Richard Branson Gives Employees A Year Of Paid Leave So They Can Watch Their Newborns Grow Up

CEO of Virgin Group and rebel billionaire Sir Richard Branson just announced an incredible new job perk for his company’s employees: New fathers can take a year off of work to go be dads while Virgin pays their salary in full. It’s the latest move by a major company to do something that almost seems unimaginable: Investing in the lives of the workers who make your business run. And don’t worry, mothers will get the same offer, too.

In today’s job market, even getting maternity leave is a challenge, and fathers are oftentimes out-of-luck completely. This means new parents are often forced to put their jobs ahead of spending time with their children in order to keep putting food on the table. The emotional and societal costs are difficult to put into numbers, but easy to recognize as a major problem.

To change that, Branson is going all-in on new parents. He announced the new policy by saying:

“If you take care of your employees they will take care of your business. As a father and now a granddad to three wonderful grandchildren, I know how magical the first year of a child’s life is but also how much hard work it takes.

I’m delighted that we can offer this support to our staff so that they can enjoy parental leave to the full as we continue to our work in changing business for good.”

Investing in loyal workers seems to be Virgin’s creed. The offer is extended to all employees, but those who have stuck with the company for four years or more get the full 100% pay compensation. Branson is betting that an employee who feels like his company is looking out for him is probably going to be more productive and less likely to jump ship. It’s not a bad wager to make.

It also allows woman – who typically get the brunt of the parental responsibilities – to make their own decisions about whether to continue working or not. Atlantic magazine made a convincing case for paternity leave back in 2014, noting that it wasn’t just men who benefit.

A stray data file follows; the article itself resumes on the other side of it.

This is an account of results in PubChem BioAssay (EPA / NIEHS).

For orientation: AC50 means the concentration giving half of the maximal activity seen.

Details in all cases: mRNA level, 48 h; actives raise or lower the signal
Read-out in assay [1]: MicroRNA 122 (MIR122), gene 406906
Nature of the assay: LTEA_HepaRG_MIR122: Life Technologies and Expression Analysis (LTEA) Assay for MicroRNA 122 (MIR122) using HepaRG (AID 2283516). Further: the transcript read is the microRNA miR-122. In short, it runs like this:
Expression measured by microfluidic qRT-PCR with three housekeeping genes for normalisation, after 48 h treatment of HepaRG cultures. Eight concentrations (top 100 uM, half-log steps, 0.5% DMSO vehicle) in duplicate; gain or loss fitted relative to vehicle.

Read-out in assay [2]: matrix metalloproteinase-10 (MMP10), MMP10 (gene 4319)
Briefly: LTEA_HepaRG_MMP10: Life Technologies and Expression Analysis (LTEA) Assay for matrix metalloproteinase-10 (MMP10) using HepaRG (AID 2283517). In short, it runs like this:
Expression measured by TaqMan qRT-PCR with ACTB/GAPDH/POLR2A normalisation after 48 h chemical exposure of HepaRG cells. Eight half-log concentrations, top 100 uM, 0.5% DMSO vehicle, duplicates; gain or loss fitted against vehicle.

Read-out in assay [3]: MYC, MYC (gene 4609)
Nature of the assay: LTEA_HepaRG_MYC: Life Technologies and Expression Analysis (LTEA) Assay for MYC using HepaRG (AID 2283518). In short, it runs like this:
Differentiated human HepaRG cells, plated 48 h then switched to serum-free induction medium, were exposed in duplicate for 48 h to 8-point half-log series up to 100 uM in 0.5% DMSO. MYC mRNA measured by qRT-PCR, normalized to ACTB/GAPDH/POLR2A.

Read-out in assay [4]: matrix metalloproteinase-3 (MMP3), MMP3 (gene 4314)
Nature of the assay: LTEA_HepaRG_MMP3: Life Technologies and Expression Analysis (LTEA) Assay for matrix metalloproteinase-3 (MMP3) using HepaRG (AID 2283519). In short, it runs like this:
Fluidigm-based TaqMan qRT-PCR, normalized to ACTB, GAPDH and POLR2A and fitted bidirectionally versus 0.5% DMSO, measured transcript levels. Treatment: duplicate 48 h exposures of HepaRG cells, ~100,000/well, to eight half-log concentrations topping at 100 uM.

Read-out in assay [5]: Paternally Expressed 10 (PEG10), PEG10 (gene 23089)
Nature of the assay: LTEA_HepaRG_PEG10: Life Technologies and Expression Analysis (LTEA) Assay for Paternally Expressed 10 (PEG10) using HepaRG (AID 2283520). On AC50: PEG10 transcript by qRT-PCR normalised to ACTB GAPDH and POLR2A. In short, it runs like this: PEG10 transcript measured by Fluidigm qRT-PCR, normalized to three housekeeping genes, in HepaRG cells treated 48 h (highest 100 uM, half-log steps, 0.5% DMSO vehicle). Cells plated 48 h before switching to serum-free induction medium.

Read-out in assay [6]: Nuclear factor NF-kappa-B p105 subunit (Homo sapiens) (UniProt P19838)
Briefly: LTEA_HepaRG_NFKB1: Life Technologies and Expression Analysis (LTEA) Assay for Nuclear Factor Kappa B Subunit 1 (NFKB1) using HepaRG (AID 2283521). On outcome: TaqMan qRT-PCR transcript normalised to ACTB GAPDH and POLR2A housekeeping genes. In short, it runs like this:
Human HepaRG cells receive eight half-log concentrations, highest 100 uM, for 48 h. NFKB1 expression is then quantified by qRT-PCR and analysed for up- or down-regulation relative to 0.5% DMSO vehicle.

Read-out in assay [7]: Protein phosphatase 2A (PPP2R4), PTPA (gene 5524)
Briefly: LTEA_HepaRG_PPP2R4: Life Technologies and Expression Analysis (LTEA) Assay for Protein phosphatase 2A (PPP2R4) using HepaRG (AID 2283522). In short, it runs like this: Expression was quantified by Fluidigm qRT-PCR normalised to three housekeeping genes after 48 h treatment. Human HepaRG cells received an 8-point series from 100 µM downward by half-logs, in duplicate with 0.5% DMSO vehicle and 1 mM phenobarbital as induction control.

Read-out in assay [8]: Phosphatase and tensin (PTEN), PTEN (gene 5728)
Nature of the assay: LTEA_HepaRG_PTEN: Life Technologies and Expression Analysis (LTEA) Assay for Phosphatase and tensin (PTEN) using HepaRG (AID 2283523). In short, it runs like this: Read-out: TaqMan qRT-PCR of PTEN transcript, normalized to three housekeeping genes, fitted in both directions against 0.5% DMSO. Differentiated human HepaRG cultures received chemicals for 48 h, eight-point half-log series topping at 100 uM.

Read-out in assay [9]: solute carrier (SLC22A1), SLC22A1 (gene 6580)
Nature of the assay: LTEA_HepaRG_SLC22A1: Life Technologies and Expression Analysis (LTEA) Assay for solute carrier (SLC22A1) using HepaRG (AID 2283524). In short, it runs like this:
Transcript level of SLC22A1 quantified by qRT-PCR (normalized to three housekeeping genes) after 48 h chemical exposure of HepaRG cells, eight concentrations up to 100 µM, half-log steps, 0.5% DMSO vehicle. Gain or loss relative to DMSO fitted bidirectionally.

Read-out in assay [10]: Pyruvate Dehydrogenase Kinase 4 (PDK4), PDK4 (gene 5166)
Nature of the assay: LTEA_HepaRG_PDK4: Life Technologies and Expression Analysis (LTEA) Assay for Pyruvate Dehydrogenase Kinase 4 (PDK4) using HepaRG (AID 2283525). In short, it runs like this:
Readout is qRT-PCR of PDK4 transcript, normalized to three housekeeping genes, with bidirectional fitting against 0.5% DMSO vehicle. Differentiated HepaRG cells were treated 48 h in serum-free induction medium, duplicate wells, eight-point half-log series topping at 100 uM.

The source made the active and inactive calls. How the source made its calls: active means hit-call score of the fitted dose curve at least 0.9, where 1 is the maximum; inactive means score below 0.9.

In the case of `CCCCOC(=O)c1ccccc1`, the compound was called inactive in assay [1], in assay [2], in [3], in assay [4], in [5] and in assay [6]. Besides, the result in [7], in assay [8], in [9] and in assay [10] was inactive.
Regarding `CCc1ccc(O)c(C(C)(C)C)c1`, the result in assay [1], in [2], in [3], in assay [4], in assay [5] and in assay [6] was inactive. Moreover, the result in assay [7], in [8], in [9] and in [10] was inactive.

While paid paternity leave may feel like an unexpected gift, the biggest beneficiaries aren’t men, or even babies. In the long run, the true beneficiaries of paternity leave are women, and the companies and nations that benefit when women advance. In October, the World Economic Forum released its latest global gender-gap report, showing that countries with the strongest economies are those that have found ways to further women’s careers, close the gender pay gap, and keep women—who in most nations are now better educated than men—tethered to the workforce after they become mothers.

In the meantime, some politicians and corporations are working towards eroding even more job benefits to save money and keep the profits rolling – at least in the short-term. Those penny pinchers stand in stark contrast to Virgin’s employee-first management style and they reveal the kind of contempt that many “job creators” have for the people who work for them.

For many workers, just getting basic job benefits is a struggle. After President Obama announced his landmark healthcare overhaul, some businesses tried to slash their employees hours in order to avoid having to give them health insurance. Others have argued that America should do away with the minimum wage so that companies could be free to pay their employees even less than the dismal poverty wages they can now. Paternity leave has been greeted in some corners with derision.

These attacks on workers will surely help CEOs and stockholders squeeze a few more pennies out of their companies, but it seems very likely that it’s a model that is doomed to fail. With companies like Virgin, Chipotle, and Costco working hard to help out their employees, how much longer can other companies continue to abuse their own?

Feature image via Pixabay